Acid/ Base properties of an antimicrobial agent

Chem. 253 Lab 1: Acid/Base Properties of an Antimicrobial Agent 09/03/13 Purpose The purpose was to determine the acid and base properties of the antimicrobial agent sodium beneath. Theory Sodium has mainly been used in food processing to avoid growth of bacteria and harmful microorganisms. It is commonly used to preserve foods and beverages that have an acidic PH. Rather than benzene acid, sodium beneath is used because it is generally soluble in most aqueous solutions but benzene acid is not. Reaction

Sodium beneath mixed with water, dissociates into beneath and sodium ions. Hydrogen chloride, which is a gas, will exist in unionized form when combined with water to form hydrochloric acid. Then when the two solutions are combined, HUH+ transfers electrons to beneath ions, which act as the base to form benzene acid as a solid precipitate. The overall balanced equation is as follows. Yield Calculations: Sodium Beneath: Theoretical: The theoretical yield of Benzene Acid is 1. Egg. The actual yield of Benzene Acid is 1. Egg.

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The percent yield of this experiment is: Methods/Procedures 1) Weigh and tare a 50 ml beaker, then place about 1. G of sodium beneath into the beaker. Record the actual mass of sodium beneath used. 2) Measure about 10 ml of distilled water with a graduated cylinder and pour it into the beaker with the sodium beneath. Use a glass-stirring rod to dissolve the sodium beneath in the water. 3) Measure about 4 ml of 3. 0 M HCI and add it slowly, with stirring, to the sodium beneath solution until the pH of the solution is 2.

Use pH paper to test the solution each time by using your stirring rod to place a drop of the solution on the pH paper. Adding excess HCI to the solution will not affect yield of product. 4) To induce crystallization of product, cool the solution to 10 degrees Celsius or below. Place your 50 ml beaker in a large beaker containing cracked ice with a little water to reduce the temperature. 5) Clamp a 250 ml filtering flask to a ring stand and place the Boucher funnel on top with an appropriately sized filter paper (be sure to pre-weigh the filter paper).

Moisten the filter paper in the funnel with a little distilled water, and make sure that the moist filter paper fits snugly in the bottom of the Boucher funnel with no folds or bends in the filter paper visible. Use the thick rubber tubing from your drawer to provide vacuum from the “aspirator” to your “filter flask. ” Be sure you are connecting the tubing to the “aspirator,” not to the water or gas outlet. Turn on the water to a low volume to create a vacuum in the filter flask but not so much that you flood the sink. Transfer the crystals (quantitatively) from Step 4 to the funnel. Use about 5 ml of distilled water to rinse any solid that remains in the beaker onto the filter paper. Let the solid air-dry with the aspirator running for a few minutes. 7) Place the filter paper with solid in the oven for about 15 minutes to dry. Weigh and then dry again for 5 minutes. Weigh again. If your second weight differs from the first weight by more than 0. 5%, dry again for 10 minutes. Continue this process until successive weighing are within 0. 5%.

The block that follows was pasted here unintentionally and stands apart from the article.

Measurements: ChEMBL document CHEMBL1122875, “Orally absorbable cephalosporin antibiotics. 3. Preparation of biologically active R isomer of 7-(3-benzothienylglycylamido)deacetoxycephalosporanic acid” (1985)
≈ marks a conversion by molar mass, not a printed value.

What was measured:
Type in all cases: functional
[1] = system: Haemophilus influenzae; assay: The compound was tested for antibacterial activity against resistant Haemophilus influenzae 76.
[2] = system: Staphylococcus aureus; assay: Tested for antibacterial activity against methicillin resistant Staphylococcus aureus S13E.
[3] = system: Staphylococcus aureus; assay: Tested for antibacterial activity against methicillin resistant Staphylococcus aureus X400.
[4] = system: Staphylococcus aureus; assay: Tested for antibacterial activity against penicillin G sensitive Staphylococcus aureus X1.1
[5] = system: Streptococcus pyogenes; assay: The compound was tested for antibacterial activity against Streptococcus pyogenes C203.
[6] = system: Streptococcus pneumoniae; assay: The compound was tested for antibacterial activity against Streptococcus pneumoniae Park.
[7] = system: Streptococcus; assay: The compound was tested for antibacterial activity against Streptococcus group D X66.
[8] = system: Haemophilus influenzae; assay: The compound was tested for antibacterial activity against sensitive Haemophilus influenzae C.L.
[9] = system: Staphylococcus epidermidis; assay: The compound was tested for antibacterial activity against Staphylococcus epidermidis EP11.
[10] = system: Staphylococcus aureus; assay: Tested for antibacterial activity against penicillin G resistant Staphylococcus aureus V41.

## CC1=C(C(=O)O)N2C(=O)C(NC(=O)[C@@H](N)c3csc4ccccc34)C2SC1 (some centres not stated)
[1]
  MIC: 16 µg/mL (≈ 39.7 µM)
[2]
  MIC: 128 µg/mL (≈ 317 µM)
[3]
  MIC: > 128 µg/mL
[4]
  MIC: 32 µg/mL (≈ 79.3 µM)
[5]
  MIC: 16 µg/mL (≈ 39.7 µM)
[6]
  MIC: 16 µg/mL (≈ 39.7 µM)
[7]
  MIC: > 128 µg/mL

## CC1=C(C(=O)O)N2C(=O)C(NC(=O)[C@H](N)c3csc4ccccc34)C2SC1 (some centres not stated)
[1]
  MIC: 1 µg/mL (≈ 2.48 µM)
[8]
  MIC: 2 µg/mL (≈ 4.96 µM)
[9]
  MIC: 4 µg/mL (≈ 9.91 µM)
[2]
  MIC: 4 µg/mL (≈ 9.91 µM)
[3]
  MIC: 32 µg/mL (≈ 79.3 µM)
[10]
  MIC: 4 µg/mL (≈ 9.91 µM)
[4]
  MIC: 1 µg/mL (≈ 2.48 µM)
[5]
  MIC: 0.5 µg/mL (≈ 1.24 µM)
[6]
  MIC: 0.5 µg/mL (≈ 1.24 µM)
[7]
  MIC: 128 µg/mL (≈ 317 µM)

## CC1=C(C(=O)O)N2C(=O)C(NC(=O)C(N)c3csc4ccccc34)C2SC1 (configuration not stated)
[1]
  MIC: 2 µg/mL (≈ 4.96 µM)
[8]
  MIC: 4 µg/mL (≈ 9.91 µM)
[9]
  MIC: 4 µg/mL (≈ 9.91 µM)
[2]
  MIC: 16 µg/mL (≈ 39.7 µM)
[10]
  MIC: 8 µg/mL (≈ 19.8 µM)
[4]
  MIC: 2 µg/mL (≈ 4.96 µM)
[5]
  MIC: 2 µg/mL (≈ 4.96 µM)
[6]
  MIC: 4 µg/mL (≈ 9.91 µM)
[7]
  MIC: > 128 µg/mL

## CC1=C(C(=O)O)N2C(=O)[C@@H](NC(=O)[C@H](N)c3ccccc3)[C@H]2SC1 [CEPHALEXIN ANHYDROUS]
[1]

For this lab, we must be sure to always wear our safety glasses whenever we are in the laboratory and wear gloves when we are conducting an experiment. Benzene acid and sodium beneath used in this experiment can be mild irritants to the skin. We must be careful not to get them on Observations/Results The mixture began clear but once we added the HCI the substance was white and odorless. Our precipitate was solid and white. For the numbers, sodium beneath was the limiting reagent because it had 0. 01063 moles whereas hydrochloric acid had 0. 012 moles. The theoretical yield was 1. Egg and the actual yield was 1. 51 g. With these numbers the percent yield turned out to be 96. 37%. Discussion/Conclusion Throughout the experiment I felt as though there were some errors. Also, I feel as though I may have lost amounts of the mixture and precipitate through transfers that affected our final weight. I could tell that the pH had an effect because we know that if there is a decrease in pH a precipitate starts to form. Exercises 1) In a solution containing aqueous sodium beneath, a decrease in pH usually results in the formation of a precipitate. A.

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